'Spoon-bender Uri Geller was Cold War CIA agent'

The British 'Sun' reports that Geller worked for the CIA; Geller says he only worked on "positive missions" and not on "dark things."

June 16, 2013 11:55
1 minute read.
Spoon-Bender and "CIA agent" Uri Geller

Uri Geller370. (photo credit: Reuters)

Israeli magician Uri Geller, famous for his mind bending tricks on spoons was a cold war CIA operative who used his talents to "wipe secret Soviet floppy disks" and convince an unnamed Soviet leader to help the US, the British Sun newspaper reported on Sunday.

Geller, who was a close confidant of Michael Jackson, said that the CIA asked him to stop a pig's heart using telepathy but he refused because he was worried that he would be asked to do the same on a human, The Sun reported. The psychic said he only took on "positive missions" for his Cold War enablers, saying no to "dark things," according to the report.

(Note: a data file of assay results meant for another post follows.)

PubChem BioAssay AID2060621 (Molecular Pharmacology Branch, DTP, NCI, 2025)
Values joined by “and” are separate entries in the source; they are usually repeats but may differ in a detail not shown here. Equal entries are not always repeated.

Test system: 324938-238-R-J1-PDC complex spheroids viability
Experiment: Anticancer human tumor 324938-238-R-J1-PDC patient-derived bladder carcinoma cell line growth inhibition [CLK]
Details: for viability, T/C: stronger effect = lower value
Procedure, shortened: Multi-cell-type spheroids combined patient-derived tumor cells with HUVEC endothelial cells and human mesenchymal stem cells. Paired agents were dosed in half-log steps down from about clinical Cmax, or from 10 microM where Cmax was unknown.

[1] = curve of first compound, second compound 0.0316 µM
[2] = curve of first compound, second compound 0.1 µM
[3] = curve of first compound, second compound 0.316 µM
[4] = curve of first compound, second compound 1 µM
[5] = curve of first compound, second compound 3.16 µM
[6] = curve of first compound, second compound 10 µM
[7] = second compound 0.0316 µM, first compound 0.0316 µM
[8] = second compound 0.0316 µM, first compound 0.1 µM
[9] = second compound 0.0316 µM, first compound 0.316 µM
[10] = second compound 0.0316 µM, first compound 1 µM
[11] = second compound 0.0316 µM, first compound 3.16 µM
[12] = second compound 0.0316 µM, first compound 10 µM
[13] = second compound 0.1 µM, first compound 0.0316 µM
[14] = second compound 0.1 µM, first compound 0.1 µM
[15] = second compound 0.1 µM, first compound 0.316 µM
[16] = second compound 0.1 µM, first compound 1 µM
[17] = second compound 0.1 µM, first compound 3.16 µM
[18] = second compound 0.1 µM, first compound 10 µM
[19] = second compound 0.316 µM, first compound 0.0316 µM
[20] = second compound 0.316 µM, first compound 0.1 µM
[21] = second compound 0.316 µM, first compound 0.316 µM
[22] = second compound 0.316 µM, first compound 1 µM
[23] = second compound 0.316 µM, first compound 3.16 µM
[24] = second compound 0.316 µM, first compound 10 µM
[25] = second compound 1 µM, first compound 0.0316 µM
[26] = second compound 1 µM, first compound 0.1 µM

A documentary about the Israeli telepathist's secret agent days,The Secret Life of Uri Geller- Psychic Spy? by film-maker Vikram Jayanti, was premiered at the Doc/Fest in Sheffield, England last week. The Sun quoted the director Jayanti in its report and brought to light other intriguing details from the film about Geller's secret role.

Jayanti told The Sun that when former president Jimmy Carter was elected in 1977, "One of the first things he did was to have Uri Geller give him a four-hour briefing on the Soviet psychic threat."

“America didn’t want a psychic gap and Uri was the go-to guy,” Jayanti said.

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